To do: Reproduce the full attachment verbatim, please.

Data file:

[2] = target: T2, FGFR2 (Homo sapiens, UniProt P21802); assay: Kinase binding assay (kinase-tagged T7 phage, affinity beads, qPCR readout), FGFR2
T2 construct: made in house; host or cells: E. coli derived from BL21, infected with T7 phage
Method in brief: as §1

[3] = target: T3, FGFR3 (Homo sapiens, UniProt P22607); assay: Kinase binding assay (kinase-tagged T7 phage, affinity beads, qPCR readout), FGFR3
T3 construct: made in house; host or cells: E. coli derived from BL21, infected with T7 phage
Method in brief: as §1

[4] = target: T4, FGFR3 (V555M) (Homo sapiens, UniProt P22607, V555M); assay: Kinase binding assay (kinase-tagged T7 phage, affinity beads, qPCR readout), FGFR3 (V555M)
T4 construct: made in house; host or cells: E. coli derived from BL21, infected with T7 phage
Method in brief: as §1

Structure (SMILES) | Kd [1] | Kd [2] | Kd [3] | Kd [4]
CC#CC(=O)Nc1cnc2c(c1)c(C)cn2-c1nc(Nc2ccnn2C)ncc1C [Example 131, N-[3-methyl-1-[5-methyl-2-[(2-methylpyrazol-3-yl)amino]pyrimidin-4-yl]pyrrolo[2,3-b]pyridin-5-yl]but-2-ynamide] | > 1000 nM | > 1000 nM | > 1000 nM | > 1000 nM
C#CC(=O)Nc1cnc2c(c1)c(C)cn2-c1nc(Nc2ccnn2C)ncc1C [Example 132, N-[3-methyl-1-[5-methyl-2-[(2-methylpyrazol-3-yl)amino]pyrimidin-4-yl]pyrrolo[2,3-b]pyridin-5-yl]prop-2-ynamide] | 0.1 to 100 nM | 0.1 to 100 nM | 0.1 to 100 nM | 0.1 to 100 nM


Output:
[2] = target: T2, FGFR2 (Homo sapiens, UniProt P21802); assay: Kinase binding assay (kinase-tagged T7 phage, affinity beads, qPCR readout), FGFR2
T2 construct: made in house; host or cells: E. coli derived from BL21, infected with T7 phage
Method in brief: as §1

[3] = target: T3, FGFR3 (Homo sapiens, UniProt P22607); assay: Kinase binding assay (kinase-tagged T7 phage, affinity beads, qPCR readout), FGFR3
T3 construct: made in house; host or cells: E. coli derived from BL21, infected with T7 phage
Method in brief: as §1

[4] = target: T4, FGFR3 (V555M) (Homo sapiens, UniProt P22607, V555M); assay: Kinase binding assay (kinase-tagged T7 phage, affinity beads, qPCR readout), FGFR3 (V555M)
T4 construct: made in house; host or cells: E. coli derived from BL21, infected with T7 phage
Method in brief: as §1

Structure (SMILES) | Kd [1] | Kd [2] | Kd [3] | Kd [4]
CC#CC(=O)Nc1cnc2c(c1)c(C)cn2-c1nc(Nc2ccnn2C)ncc1C [Example 131, N-[3-methyl-1-[5-methyl-2-[(2-methylpyrazol-3-yl)amino]pyrimidin-4-yl]pyrrolo[2,3-b]pyridin-5-yl]but-2-ynamide] | > 1000 nM | > 1000 nM | > 1000 nM | > 1000 nM
C#CC(=O)Nc1cnc2c(c1)c(C)cn2-c1nc(Nc2ccnn2C)ncc1C [Example 132, N-[3-methyl-1-[5-methyl-2-[(2-methylpyrazol-3-yl)amino]pyrimidin-4-yl]pyrrolo[2,3-b]pyridin-5-yl]prop-2-ynamide] | 0.1 to 100 nM | 0.1 to 100 nM | 0.1 to 100 nM | 0.1 to 100 nM